By Theodore Mattheiss
We all know that free speech is one of the most essential rights a person has in this country — so essential that it is woven into the fabric of our national identity — but when a person uses that right to promote hate, misinformation, and even violence, one has to ask: at what point do we, as a society, draw the line?
Considering the recent purging of Alex Jones from social media sites such as Facebook, finding an answer to this question is becoming more important.
Jones is a radio host famous for his far-right leanings, conspiracy theories, and general wackiness. His most well-known platforms are his own radio show, “The Alex Jones Show,” and “Infowars,” a website for peddling conspiracy theories and fake news.
Until recently, Jones had a presence on Facebook, Twitter, Spotify, and iTunes, but all of that changed on Aug. 5.
Apple was the first company to ban Alex Jones, removing his podcasts from iTunes. Facebook and Spotify followed soon after, unpublishing his pages, removing his content, and deleting both his public and private profiles.
The reasoning behind this action is similar in each case: Jones violated the hate speech policies of the platforms. In a press release from Facebook, the company stated that Jones, in his videos posted to the site, used “dehumanizing language to describe people who are transgender, Muslims and immigrants, which violates our hate speech policies.”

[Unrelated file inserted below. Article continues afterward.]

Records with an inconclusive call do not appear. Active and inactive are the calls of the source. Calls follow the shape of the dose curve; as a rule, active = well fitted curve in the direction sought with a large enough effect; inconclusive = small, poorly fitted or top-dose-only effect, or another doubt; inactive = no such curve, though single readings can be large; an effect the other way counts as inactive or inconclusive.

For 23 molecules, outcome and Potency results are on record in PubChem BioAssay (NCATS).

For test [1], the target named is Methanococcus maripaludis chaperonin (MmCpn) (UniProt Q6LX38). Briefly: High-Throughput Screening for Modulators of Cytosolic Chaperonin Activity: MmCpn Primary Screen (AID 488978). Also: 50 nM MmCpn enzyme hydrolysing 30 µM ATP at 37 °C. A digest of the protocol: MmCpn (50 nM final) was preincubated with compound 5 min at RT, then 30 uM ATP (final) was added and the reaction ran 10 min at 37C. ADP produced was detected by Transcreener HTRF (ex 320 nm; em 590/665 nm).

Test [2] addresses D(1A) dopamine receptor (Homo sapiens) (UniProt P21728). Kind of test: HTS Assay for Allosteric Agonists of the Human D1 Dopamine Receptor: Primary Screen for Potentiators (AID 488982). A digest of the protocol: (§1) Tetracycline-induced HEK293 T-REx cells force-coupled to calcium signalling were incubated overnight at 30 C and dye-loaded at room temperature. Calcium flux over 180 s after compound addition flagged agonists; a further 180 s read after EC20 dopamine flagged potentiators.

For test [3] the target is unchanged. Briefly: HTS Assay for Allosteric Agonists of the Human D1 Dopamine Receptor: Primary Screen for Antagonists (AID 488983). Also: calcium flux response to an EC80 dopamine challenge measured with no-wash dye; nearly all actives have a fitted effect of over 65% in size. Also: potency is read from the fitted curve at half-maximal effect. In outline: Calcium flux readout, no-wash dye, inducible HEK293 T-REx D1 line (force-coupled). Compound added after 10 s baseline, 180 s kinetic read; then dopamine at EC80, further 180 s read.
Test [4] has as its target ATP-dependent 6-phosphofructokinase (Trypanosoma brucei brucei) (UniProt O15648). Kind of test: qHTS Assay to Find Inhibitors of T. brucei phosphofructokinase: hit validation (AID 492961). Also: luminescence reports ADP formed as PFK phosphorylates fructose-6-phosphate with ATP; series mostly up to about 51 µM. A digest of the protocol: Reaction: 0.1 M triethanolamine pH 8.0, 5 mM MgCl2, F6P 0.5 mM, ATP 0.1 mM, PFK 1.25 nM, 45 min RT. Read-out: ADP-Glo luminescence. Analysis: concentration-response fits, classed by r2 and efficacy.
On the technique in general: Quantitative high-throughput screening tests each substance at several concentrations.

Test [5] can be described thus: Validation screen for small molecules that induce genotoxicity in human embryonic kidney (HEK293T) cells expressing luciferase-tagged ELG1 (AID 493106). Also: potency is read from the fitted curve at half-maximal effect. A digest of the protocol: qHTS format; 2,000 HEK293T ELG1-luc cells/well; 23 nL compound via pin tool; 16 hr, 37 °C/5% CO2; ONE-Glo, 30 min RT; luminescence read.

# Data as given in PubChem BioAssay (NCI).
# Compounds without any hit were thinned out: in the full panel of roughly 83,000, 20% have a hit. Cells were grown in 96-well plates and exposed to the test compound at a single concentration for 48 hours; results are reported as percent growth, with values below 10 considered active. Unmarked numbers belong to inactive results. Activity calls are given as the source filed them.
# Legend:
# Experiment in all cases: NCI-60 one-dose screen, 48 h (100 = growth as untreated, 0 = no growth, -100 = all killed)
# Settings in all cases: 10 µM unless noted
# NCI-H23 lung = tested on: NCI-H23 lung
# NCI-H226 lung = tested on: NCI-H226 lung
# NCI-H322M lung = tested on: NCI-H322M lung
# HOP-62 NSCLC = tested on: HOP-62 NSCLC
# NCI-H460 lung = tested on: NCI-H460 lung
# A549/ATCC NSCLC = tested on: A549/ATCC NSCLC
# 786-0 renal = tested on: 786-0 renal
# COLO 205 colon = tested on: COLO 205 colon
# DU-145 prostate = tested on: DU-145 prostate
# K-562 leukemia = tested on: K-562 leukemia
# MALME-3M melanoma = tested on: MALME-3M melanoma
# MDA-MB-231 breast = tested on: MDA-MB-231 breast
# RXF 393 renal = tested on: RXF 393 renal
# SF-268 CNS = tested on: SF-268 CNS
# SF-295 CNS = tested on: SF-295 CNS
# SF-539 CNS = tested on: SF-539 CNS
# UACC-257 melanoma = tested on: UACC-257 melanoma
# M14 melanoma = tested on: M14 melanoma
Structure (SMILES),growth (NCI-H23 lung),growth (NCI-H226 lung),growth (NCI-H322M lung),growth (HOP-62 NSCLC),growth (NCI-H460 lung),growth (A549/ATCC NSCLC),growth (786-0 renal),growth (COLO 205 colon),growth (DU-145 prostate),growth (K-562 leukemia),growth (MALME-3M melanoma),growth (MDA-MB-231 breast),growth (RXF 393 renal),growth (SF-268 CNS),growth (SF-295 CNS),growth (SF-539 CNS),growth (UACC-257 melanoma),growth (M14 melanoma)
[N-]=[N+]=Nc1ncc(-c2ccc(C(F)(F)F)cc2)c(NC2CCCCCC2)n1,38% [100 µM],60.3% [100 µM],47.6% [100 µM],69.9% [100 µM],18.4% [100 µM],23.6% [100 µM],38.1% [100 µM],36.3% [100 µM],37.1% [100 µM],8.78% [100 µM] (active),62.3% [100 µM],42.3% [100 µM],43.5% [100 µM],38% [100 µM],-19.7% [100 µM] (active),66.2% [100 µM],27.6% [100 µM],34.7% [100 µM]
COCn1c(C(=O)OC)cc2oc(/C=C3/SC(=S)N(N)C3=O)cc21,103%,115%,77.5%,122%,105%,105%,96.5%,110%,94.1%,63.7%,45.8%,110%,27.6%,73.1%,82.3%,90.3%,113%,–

Facebook also said that the inaccuracy of Jones’ content was not the reason for its removal. I can’t help but wonder if that’s completely true. Jones getting the axe on all of these sites has been a cause for celebration among left-minded individuals, and his gross disregard for truth or reality is a big reason why. There are plenty of people out there who’d like to see his misinformation campaign silenced. But if that were the true reason for his removal, is that the right thing to do? What sort of door is being opened here?
It should be noted that while we’re discussing the right to free speech, that right only means that the government cannot silence anybody. It has no bearing on what private companies like Facebook are allowed to do.
Bill Maher, an HBO talk show host, recently brought up the Jones ban during a show and the audience began to cheer, but Maher wasn’t on board. He thinks that even though Jones certainly isn’t truthful, his continuing to have a voice is necessary.
“We’re losing the thread of the concepts that are important to this country,” Maher said. “Alex Jones gets to speak. Everybody gets to speak.”
I don’t think we should ignore the hate speech contained in what was banned from these sites, of course, and it’s fair to say that Jones did deserve the bans he got, but Maher makes a point.
It’s unsettling how our society is warming up to the idea of silencing certain people, and even cheering for the silence, because once it becomes acceptable to silence one person for their opinions, everybody with a controversial viewpoint runs the risk of meeting the same fate. The door is either open or it’s closed. I think it should stay closed.